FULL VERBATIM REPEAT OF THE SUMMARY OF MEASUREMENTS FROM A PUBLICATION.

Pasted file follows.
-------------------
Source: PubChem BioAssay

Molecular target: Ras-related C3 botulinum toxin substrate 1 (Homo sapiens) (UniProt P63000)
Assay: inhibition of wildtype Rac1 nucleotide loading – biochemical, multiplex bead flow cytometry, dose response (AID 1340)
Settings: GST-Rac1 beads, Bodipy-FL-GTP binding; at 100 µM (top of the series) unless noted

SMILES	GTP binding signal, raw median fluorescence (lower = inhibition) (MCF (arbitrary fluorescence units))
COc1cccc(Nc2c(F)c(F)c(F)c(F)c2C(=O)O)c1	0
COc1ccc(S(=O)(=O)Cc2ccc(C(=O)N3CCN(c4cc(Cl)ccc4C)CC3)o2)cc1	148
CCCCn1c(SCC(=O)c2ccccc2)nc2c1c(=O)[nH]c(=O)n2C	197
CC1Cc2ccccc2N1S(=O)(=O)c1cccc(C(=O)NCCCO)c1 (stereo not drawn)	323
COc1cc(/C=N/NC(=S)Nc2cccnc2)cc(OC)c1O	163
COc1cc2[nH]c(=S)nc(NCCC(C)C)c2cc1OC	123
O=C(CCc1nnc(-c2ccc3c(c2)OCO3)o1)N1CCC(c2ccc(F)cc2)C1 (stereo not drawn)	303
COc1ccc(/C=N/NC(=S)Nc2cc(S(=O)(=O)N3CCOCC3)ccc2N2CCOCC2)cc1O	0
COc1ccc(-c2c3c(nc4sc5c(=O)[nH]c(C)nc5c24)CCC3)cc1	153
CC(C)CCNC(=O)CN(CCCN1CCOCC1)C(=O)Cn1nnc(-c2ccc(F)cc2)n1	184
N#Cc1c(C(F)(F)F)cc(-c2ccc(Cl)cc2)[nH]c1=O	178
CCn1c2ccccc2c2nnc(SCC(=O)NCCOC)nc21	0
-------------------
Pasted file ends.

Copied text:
Source: PubChem BioAssay

Molecular target: Ras-related C3 botulinum toxin substrate 1 (Homo sapiens) (UniProt P63000)
Assay: inhibition of wildtype Rac1 nucleotide loading – biochemical, multiplex bead flow cytometry, dose response (AID 1340)
Settings: GST-Rac1 beads, Bodipy-FL-GTP binding; at 100 µM (top of the series) unless noted

SMILES	GTP binding signal, raw median fluorescence (lower = inhibition) (MCF (arbitrary fluorescence units))
COc1cccc(Nc2c(F)c(F)c(F)c(F)c2C(=O)O)c1	0
COc1ccc(S(=O)(=O)Cc2ccc(C(=O)N3CCN(c4cc(Cl)ccc4C)CC3)o2)cc1	148
CCCCn1c(SCC(=O)c2ccccc2)nc2c1c(=O)[nH]c(=O)n2C	197
CC1Cc2ccccc2N1S(=O)(=O)c1cccc(C(=O)NCCCO)c1 (stereo not drawn)	323
COc1cc(/C=N/NC(=S)Nc2cccnc2)cc(OC)c1O	163
COc1cc2[nH]c(=S)nc(NCCC(C)C)c2cc1OC	123
O=C(CCc1nnc(-c2ccc3c(c2)OCO3)o1)N1CCC(c2ccc(F)cc2)C1 (stereo not drawn)	303
COc1ccc(/C=N/NC(=S)Nc2cc(S(=O)(=O)N3CCOCC3)ccc2N2CCOCC2)cc1O	0
COc1ccc(-c2c3c(nc4sc5c(=O)[nH]c(C)nc5c24)CCC3)cc1	153
CC(C)CCNC(=O)CN(CCCN1CCOCC1)C(=O)Cn1nnc(-c2ccc(F)cc2)n1	184
N#Cc1c(C(F)(F)F)cc(-c2ccc(Cl)cc2)[nH]c1=O	178
CCn1c2ccccc2c2nnc(SCC(=O)NCCOC)nc21	0